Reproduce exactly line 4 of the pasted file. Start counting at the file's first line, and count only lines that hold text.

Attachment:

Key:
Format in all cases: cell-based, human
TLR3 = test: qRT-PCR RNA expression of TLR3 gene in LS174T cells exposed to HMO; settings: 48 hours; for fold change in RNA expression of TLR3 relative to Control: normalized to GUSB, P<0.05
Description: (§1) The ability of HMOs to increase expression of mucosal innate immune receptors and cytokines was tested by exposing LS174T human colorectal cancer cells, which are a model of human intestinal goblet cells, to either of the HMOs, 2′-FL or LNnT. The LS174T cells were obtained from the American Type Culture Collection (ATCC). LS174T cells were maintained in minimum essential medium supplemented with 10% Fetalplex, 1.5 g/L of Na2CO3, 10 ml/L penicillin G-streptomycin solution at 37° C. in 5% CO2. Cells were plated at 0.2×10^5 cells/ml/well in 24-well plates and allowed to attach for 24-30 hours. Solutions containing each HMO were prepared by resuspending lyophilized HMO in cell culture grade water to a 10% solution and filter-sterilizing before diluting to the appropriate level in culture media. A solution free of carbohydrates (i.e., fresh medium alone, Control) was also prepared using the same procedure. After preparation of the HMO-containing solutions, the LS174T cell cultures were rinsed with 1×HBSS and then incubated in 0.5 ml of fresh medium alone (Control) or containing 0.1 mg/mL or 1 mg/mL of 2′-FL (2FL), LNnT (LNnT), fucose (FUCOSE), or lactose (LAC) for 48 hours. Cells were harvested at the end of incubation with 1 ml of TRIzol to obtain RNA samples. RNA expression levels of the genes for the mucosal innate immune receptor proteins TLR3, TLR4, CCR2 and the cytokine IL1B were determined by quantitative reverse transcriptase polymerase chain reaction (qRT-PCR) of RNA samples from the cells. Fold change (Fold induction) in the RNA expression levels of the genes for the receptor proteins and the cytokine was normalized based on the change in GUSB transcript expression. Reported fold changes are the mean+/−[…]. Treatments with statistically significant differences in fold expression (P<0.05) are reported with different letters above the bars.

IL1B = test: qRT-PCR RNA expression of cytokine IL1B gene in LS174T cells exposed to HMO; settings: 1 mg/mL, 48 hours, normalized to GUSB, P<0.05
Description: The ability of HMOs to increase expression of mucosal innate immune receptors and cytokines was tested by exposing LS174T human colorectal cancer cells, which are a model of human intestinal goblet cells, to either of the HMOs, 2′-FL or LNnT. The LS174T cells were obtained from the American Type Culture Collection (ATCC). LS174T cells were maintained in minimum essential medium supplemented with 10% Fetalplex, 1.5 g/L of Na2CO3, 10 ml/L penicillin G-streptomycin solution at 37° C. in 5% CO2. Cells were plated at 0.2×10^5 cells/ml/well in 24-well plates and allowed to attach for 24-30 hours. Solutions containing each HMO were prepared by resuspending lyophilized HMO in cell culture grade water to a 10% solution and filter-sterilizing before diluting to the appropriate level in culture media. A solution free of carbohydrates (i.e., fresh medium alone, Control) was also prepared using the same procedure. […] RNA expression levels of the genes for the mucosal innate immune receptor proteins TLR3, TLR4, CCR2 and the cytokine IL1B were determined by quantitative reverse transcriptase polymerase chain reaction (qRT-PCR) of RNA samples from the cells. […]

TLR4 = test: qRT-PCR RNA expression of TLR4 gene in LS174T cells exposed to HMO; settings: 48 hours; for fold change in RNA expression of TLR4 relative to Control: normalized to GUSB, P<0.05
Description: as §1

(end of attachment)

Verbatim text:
Description: (§1) The ability of HMOs to increase expression of mucosal innate immune receptors and cytokines was tested by exposing LS174T human colorectal cancer cells, which are a model of human intestinal goblet cells, to either of the HMOs, 2′-FL or LNnT. The LS174T cells were obtained from the American Type Culture Collection (ATCC). LS174T cells were maintained in minimum essential medium supplemented with 10% Fetalplex, 1.5 g/L of Na2CO3, 10 ml/L penicillin G-streptomycin solution at 37° C. in 5% CO2. Cells were plated at 0.2×10^5 cells/ml/well in 24-well plates and allowed to attach for 24-30 hours. Solutions containing each HMO were prepared by resuspending lyophilized HMO in cell culture grade water to a 10% solution and filter-sterilizing before diluting to the appropriate level in culture media. A solution free of carbohydrates (i.e., fresh medium alone, Control) was also prepared using the same procedure. After preparation of the HMO-containing solutions, the LS174T cell cultures were rinsed with 1×HBSS and then incubated in 0.5 ml of fresh medium alone (Control) or containing 0.1 mg/mL or 1 mg/mL of 2′-FL (2FL), LNnT (LNnT), fucose (FUCOSE), or lactose (LAC) for 48 hours. Cells were harvested at the end of incubation with 1 ml of TRIzol to obtain RNA samples. RNA expression levels of the genes for the mucosal innate immune receptor proteins TLR3, TLR4, CCR2 and the cytokine IL1B were determined by quantitative reverse transcriptase polymerase chain reaction (qRT-PCR) of RNA samples from the cells. Fold change (Fold induction) in the RNA expression levels of the genes for the receptor proteins and the cytokine was normalized based on the change in GUSB transcript expression. Reported fold changes are the mean+/−[…]. Treatments with statistically significant differences in fold expression (P<0.05) are reported with different letters above the bars.